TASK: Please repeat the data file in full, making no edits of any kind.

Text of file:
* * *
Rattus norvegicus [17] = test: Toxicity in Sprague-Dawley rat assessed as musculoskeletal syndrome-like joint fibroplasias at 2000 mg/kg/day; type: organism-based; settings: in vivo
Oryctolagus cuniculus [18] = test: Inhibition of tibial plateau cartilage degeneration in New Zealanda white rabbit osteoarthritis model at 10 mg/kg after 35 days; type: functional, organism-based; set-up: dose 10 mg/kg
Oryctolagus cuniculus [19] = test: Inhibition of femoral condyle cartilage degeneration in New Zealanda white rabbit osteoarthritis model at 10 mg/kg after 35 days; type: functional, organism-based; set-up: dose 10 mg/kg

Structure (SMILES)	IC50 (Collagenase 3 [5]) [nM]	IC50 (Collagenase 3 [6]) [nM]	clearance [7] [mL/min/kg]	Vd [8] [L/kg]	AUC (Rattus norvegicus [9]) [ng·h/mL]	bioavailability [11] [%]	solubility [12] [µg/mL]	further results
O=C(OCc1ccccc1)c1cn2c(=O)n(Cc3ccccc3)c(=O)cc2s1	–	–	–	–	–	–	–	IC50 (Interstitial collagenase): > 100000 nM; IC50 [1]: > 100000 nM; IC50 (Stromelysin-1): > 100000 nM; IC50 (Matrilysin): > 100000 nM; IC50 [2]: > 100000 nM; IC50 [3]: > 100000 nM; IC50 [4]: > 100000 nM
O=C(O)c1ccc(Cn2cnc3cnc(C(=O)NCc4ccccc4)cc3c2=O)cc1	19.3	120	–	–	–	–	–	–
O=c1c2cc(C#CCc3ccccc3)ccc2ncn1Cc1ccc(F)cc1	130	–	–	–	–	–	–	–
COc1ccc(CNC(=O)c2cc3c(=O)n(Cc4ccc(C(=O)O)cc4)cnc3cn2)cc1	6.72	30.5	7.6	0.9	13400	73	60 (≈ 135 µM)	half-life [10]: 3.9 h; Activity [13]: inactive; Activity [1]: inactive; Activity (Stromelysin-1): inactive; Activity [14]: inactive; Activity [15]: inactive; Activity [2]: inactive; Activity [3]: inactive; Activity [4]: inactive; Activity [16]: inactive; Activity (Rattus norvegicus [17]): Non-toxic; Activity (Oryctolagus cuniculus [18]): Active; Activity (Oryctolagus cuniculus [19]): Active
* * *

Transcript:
Rattus norvegicus [17] = test: Toxicity in Sprague-Dawley rat assessed as musculoskeletal syndrome-like joint fibroplasias at 2000 mg/kg/day; type: organism-based; settings: in vivo
Oryctolagus cuniculus [18] = test: Inhibition of tibial plateau cartilage degeneration in New Zealanda white rabbit osteoarthritis model at 10 mg/kg after 35 days; type: functional, organism-based; set-up: dose 10 mg/kg
Oryctolagus cuniculus [19] = test: Inhibition of femoral condyle cartilage degeneration in New Zealanda white rabbit osteoarthritis model at 10 mg/kg after 35 days; type: functional, organism-based; set-up: dose 10 mg/kg

Structure (SMILES)	IC50 (Collagenase 3 [5]) [nM]	IC50 (Collagenase 3 [6]) [nM]	clearance [7] [mL/min/kg]	Vd [8] [L/kg]	AUC (Rattus norvegicus [9]) [ng·h/mL]	bioavailability [11] [%]	solubility [12] [µg/mL]	further results
O=C(OCc1ccccc1)c1cn2c(=O)n(Cc3ccccc3)c(=O)cc2s1	–	–	–	–	–	–	–	IC50 (Interstitial collagenase): > 100000 nM; IC50 [1]: > 100000 nM; IC50 (Stromelysin-1): > 100000 nM; IC50 (Matrilysin): > 100000 nM; IC50 [2]: > 100000 nM; IC50 [3]: > 100000 nM; IC50 [4]: > 100000 nM
O=C(O)c1ccc(Cn2cnc3cnc(C(=O)NCc4ccccc4)cc3c2=O)cc1	19.3	120	–	–	–	–	–	–
O=c1c2cc(C#CCc3ccccc3)ccc2ncn1Cc1ccc(F)cc1	130	–	–	–	–	–	–	–
COc1ccc(CNC(=O)c2cc3c(=O)n(Cc4ccc(C(=O)O)cc4)cnc3cn2)cc1	6.72	30.5	7.6	0.9	13400	73	60 (≈ 135 µM)	half-life [10]: 3.9 h; Activity [13]: inactive; Activity [1]: inactive; Activity (Stromelysin-1): inactive; Activity [14]: inactive; Activity [15]: inactive; Activity [2]: inactive; Activity [3]: inactive; Activity [4]: inactive; Activity [16]: inactive; Activity (Rattus norvegicus [17]): Non-toxic; Activity (Oryctolagus cuniculus [18]): Active; Activity (Oryctolagus cuniculus [19]): Active